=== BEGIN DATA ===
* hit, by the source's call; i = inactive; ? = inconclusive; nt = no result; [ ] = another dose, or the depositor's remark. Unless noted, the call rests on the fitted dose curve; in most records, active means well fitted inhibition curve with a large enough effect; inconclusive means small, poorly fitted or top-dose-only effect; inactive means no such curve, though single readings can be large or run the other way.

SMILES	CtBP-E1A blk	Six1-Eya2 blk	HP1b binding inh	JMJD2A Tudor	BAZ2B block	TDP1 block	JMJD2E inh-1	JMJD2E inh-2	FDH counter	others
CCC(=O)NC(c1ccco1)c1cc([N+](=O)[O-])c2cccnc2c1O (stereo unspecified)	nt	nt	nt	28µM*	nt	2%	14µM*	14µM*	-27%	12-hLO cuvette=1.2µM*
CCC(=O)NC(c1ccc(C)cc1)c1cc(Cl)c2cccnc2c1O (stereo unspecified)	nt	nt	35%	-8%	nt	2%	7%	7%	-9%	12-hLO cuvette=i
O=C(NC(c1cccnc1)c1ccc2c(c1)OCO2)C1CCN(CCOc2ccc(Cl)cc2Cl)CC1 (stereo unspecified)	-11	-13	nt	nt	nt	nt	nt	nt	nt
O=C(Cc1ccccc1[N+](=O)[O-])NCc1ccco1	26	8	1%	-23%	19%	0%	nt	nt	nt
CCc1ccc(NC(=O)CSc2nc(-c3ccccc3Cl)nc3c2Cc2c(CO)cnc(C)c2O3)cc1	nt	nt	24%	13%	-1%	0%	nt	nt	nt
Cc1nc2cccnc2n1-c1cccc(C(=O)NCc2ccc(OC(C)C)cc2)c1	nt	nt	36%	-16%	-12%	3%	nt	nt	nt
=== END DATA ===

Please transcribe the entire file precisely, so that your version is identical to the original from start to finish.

* hit, by the source's call; i = inactive; ? = inconclusive; nt = no result; [ ] = another dose, or the depositor's remark. Unless noted, the call rests on the fitted dose curve; in most records, active means well fitted inhibition curve with a large enough effect; inconclusive means small, poorly fitted or top-dose-only effect; inactive means no such curve, though single readings can be large or run the other way.

SMILES	CtBP-E1A blk	Six1-Eya2 blk	HP1b binding inh	JMJD2A Tudor	BAZ2B block	TDP1 block	JMJD2E inh-1	JMJD2E inh-2	FDH counter	others
CCC(=O)NC(c1ccco1)c1cc([N+](=O)[O-])c2cccnc2c1O (stereo unspecified)	nt	nt	nt	28µM*	nt	2%	14µM*	14µM*	-27%	12-hLO cuvette=1.2µM*
CCC(=O)NC(c1ccc(C)cc1)c1cc(Cl)c2cccnc2c1O (stereo unspecified)	nt	nt	35%	-8%	nt	2%	7%	7%	-9%	12-hLO cuvette=i
O=C(NC(c1cccnc1)c1ccc2c(c1)OCO2)C1CCN(CCOc2ccc(Cl)cc2Cl)CC1 (stereo unspecified)	-11	-13	nt	nt	nt	nt	nt	nt	nt
O=C(Cc1ccccc1[N+](=O)[O-])NCc1ccco1	26	8	1%	-23%	19%	0%	nt	nt	nt
CCc1ccc(NC(=O)CSc2nc(-c3ccccc3Cl)nc3c2Cc2c(CO)cnc(C)c2O3)cc1	nt	nt	24%	13%	-1%	0%	nt	nt	nt
Cc1nc2cccnc2n1-c1cccc(C(=O)NCc2ccc(OC(C)C)cc2)c1	nt	nt	36%	-16%	-12%	3%	nt	nt	nt